United States District Court, W.D. Louisiana, Shreveport Division
CLIFFORD C. ABSHIRE, III
REPORT AND RECOMMENDATION
MARK L. HORNSBY, Magistrate Judge.
In accordance with the standing order of this court, this matter was referred to the undersigned Magistrate Judge for review, report and recommendation.
STATEMENT OF CLAIM
Before the court is a petition for writ of habeas corpus filed by pro se petitioner Clifford C. Abshire, III. ("Petitioner"), pursuant to 28 U.S.C. § 2254. This petition was received and filed in this court on October 15, 2014. Petitioner is incarcerated at the Winn Correctional Center in Winnfield, Louisiana. He challenges his state court conviction and sentence. He names Warden Timothy Keith as respondent.
On January 13, 2012, Petitioner pleaded guilty to indecent behavior with a juvenile in Louisiana's First Judicial District Court, Parish of Caddo. He was sentenced to ten years imprisonment at hard labor, with the first two years to be served without benefit of parole, probation, or suspension of sentence.
In support of this petition, Petitioner alleges (1) the State failed to properly amend the bill of information and failed to file a plain, concise, and definite statement of the facts constituting the offense, (2) the court failed to inform him of the mandatory sentencing guidelines, (3) the court failed to follow the requirements of Boykin and failed to explain the essential elements of the offense charged, (4) the original charge is non-responsive and not supported by the evidence, (5) he received ineffective assistance of counsel, and (6) the Louisiana Second Circuit Court of Appeal and the Supreme Court of Louisiana denied him relief.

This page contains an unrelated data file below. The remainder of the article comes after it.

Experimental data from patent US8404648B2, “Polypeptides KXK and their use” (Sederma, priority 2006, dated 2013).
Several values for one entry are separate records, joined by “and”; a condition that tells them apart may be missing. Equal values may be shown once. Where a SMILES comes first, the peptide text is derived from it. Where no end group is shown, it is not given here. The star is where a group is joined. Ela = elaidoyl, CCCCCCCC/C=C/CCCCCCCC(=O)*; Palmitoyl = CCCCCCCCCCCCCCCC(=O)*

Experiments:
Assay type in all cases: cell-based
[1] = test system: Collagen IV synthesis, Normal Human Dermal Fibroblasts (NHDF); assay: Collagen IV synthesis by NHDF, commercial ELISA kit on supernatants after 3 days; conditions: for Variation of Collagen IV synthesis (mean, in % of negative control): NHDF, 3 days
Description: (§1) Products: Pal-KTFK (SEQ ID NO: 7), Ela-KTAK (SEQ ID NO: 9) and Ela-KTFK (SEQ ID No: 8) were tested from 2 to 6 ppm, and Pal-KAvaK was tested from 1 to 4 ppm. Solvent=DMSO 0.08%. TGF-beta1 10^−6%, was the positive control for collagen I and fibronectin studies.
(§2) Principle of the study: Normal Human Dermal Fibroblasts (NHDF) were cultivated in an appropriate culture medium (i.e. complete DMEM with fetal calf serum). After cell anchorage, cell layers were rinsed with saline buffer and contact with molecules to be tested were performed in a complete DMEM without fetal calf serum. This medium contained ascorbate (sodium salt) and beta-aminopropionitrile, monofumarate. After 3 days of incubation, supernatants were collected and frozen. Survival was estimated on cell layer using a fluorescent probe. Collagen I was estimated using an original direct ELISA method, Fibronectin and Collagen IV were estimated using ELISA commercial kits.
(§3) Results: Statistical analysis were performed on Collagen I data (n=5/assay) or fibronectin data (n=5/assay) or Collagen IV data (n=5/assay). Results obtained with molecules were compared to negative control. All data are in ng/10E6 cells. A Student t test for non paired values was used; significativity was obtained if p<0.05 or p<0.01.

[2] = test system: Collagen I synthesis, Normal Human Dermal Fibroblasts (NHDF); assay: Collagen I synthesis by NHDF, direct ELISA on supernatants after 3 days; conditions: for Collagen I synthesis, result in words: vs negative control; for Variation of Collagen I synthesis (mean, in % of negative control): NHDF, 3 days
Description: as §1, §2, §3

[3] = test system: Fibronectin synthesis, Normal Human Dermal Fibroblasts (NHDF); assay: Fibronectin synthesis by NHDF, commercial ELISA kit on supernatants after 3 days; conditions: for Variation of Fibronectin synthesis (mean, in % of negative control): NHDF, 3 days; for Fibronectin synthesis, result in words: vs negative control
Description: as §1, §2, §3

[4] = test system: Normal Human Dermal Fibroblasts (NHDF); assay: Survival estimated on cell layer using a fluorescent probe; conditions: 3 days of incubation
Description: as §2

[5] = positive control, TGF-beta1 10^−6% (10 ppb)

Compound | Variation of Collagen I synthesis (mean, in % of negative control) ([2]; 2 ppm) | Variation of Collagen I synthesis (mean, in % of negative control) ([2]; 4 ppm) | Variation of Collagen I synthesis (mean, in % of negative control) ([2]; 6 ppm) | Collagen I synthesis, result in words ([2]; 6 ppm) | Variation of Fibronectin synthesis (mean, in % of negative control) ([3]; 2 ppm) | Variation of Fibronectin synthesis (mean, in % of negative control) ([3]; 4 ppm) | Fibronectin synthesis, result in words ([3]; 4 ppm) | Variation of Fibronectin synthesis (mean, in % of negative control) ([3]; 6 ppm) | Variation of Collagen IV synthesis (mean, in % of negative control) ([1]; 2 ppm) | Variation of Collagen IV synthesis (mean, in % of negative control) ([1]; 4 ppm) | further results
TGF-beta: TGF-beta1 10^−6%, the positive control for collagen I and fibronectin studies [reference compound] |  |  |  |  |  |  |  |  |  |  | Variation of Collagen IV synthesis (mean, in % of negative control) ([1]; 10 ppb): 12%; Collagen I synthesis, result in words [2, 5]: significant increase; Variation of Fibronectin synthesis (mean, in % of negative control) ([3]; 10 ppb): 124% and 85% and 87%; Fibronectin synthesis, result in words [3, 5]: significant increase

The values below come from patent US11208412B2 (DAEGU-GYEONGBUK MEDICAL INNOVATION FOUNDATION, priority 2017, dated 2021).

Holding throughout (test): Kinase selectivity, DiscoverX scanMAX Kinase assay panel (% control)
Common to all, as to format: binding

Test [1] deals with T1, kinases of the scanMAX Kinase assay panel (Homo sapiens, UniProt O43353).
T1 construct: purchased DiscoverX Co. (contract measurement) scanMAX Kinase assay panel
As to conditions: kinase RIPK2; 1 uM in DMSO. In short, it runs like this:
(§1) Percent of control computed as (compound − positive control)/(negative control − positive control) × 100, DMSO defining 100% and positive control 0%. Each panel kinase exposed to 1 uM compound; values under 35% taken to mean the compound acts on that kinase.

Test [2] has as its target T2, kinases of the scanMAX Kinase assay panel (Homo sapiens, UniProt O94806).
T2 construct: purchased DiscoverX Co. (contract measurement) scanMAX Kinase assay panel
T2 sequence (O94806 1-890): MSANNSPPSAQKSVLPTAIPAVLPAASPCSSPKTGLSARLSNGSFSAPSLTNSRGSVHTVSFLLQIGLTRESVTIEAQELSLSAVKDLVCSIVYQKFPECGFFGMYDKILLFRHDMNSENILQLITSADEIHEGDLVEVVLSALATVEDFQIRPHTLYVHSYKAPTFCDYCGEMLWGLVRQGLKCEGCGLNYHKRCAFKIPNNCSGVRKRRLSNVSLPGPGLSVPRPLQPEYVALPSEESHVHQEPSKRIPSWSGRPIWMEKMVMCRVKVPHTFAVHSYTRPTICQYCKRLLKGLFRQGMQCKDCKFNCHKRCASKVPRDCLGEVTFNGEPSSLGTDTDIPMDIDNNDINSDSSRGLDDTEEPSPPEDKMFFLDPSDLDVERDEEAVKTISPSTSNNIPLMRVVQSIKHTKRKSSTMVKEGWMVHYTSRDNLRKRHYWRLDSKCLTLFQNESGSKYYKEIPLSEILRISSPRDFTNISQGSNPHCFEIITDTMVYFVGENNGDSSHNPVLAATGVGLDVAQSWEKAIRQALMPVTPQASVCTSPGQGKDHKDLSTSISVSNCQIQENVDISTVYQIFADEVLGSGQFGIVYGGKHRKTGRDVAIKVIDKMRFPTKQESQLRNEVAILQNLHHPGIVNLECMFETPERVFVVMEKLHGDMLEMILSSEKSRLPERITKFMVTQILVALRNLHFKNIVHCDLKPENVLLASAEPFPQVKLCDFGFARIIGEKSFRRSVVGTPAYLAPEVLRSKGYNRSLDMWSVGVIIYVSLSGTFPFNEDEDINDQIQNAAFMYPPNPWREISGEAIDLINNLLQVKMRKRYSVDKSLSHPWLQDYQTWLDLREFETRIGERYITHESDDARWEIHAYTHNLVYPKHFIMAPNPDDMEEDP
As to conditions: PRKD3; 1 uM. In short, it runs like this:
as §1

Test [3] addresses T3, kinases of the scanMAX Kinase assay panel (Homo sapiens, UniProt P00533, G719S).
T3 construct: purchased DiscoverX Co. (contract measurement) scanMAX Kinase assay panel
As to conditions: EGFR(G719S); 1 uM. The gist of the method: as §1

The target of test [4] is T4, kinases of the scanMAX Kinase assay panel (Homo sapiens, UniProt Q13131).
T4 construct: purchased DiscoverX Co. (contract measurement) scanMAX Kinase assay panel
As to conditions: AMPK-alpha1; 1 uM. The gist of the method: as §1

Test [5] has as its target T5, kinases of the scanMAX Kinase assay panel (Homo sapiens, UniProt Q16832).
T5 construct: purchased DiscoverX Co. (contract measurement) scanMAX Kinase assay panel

For the reasons that follow, Petitioner is not entitled to the relief requested and his petition should be dismissed because it is barred by the one-year limitation period of the Antiterrorism and Effective Death Penalty Act ("AEDPA"), 28 U.S.C. Section 2244.
LAW AND ANALYSIS
On April 24, 1996, the AEDPA amended 28 U.S.C. Section 2244 to provide for a "1-year period of limitation [that] shall apply to an application for writ of habeas corpus by a person in custody pursuant to the judgment of a State court." The limitation period runs from the latest of four possible dates, as follows:
1. the date "the judgment became final by the conclusion of direct review or the expiration of the time for seeking such review";
2. the date "the impediment to filing an application created by State action in violation of the Constitution or laws of the United States is removed if the applicant was prevented from filing by such State action";
3. the date that "the constitutional right asserted was initially recognized by the Supreme Court, " if it is newly recognized and made retroactively applicable; or
4. the date "the factual predicate of the claim... presented could have been discovered through... due diligence." 28 U.S.C. § 2244 (d)(1).
Therefore, in order for a petition to be considered timely, it must be filed within one year from the most recent date provided by subsections (1) through (4). In the case where a petitioner makes claims that do not implicate subsections (2) through (4), the court must determine when the petitioner's conviction became final on direct review and then toll the ...